Hi all! I’m a Toronto area children’s book author and illustrator. I’ve been exploring sculpting/modelling in VR since getting an Oculus Quest 2 as a gift a couple of years ago, am having fun learning Adobe Substance 3D Modeler (beta version). A friend with a 3D printer offered to print a couple of my pieces and OMG, I am blown away.
I’m considering getting a 3D printer myself, but first want to do a lot more research, plus investigate (as an alternative) 3D printing services that ship within Canada. Our house is fairly small, so instead of getting a printer, I’m thinking it might be better for me to just send my files to a 3D printing service and have them ship the model back to me. So I’m also researching that as well, especially costs involved.
I have sooooo much to learn, and am hoping to get inspired by and learn from you all. You can see the two 3D-printed models that my friend did for me here:
Welcome to the forum - glad you found us! If you have any 3D printing questions - don’t hesitate to reach out. We would be glad to help you out! I’m a 3D printing novice myself and learning quite a bit from everyone here.
Welcome @inkygirl ! I have a copy of substance beta but have not spend too much time with it. You might also look at Fusion 360, meshmixer and sculptris. Personally I use Fusion mostly, I also am fortunate to have an education license.
I’m loving Substance Modeler beta for sculpting! I’ve mainly focused on organic forms but am also going to learn how to use it for hard surface forms as well. I mainly use Modeler in VR because it’s easier on my tendons (I have tendinitis) than mouse-based sculpting. And thank you for the welcome! p.s. I envy your education license.
My 2 cents:
Organic modeling is a lot of fun. A walk through a summer meadow.
3d printing, regardless of budget, is not what most people would call fun. More like an inner city marathon during a military invasion. There are just so many intersecting variables that without a passion for what’s going on under the hood (to mix my metaphors), a person can set themselves up for failure.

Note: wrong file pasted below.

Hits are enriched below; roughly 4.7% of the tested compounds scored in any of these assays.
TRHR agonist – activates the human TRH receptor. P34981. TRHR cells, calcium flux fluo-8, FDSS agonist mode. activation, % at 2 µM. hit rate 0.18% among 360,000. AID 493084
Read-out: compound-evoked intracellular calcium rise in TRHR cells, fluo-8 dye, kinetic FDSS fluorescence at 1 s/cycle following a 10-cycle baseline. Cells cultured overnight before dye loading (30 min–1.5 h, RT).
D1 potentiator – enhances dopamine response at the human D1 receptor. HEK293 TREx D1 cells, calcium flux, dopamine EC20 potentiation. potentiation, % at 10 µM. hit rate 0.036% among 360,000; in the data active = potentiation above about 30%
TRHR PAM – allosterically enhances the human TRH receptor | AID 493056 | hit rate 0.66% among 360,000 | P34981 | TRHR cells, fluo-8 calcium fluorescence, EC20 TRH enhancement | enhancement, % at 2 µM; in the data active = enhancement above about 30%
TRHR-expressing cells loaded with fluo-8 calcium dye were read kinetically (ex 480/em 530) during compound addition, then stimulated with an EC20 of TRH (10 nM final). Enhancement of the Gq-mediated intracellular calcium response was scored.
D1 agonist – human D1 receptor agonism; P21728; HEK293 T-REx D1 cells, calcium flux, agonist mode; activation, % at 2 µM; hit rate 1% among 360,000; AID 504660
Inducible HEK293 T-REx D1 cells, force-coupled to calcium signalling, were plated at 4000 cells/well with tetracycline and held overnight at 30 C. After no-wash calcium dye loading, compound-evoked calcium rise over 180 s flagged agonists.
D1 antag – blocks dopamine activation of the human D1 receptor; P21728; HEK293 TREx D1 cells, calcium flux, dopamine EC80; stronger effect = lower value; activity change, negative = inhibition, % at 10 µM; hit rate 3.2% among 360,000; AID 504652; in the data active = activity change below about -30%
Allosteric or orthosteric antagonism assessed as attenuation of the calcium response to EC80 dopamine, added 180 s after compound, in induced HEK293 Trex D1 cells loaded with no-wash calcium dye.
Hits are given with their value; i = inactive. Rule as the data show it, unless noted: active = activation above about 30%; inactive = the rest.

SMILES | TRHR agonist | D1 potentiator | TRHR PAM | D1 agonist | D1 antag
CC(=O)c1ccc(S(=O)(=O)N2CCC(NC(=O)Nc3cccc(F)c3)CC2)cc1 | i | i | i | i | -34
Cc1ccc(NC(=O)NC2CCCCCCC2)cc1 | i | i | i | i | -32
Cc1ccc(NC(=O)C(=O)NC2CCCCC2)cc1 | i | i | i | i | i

If you are just making models here and there, you may be best served by farming it out. Post a model here and I’ll bet you’ll get multiple quotes within hours.
That said, if you are ready to jump in to the game, you’ve also come to right place.
You don’t need a lot of space, just a very stable surface the size of a bedside table somewhere that doesn’t get a lot of drafts.
After that, just name your budget and the folks on here will give you lots of ideas.
Just took a look at your models, and they are adorable.
From here I’d hazzard a guess they were done with a resin machine vs a filament machine?
Your 2 cents is excellent advice. One of the reasons I joined this community is because two of my friends with (different) 3D printers both warned me that there is a LOT of tweaking involved, that it’s basically an art form in itself, to not expect to just plug in a 3D printer & be able to print stuff right away. So I’ve also been starting to investigate affordable and reliable 3D printing services within Canada (mainly because shipping from the U.S. is always way more expensive); to try out first, before I seriously consider getting my own 3D printer. I live in the Toronto area.
If I did have a 3D printer, I would probably be printing something at least once a week (but it would depend on how much hassle is involved each time, hence my current research). Not just models for myself, but little gifts as giveaways to educators or fellow board gamers, either of my book characters or custom figures for gaming, as examples. Also, my husband’s hobby is painting miniatures, and he’s offered to do some painting for me sometimes.
re: your question about resin machine vs a filament machine used by my friend - it was a resin machine…a Phrozen Sonic Mighty 4K.
re: budget for a 3D printer. I had figured around max $400-500 for the printer, and I’d also want to get a curing machine thingy? That’s what my friends advised, anyway. But I’d definitely opt for SMALLER than bigger. I’d never want to print something that’s more than around 2 or 3 inches high; if I did, I’d probably get it sent out.
OH forgot to ask… You mentioned that some members in the community here might be willing to do a 3D print for me if I sent them a file and a fee. That is EXACTLY part of the reason I joined this community as well, but I wasn’t sure how to go about it. Any advice? When advising, please remember I am a newbie! I do know how to export in .stl format. Advice welcome, and thank you!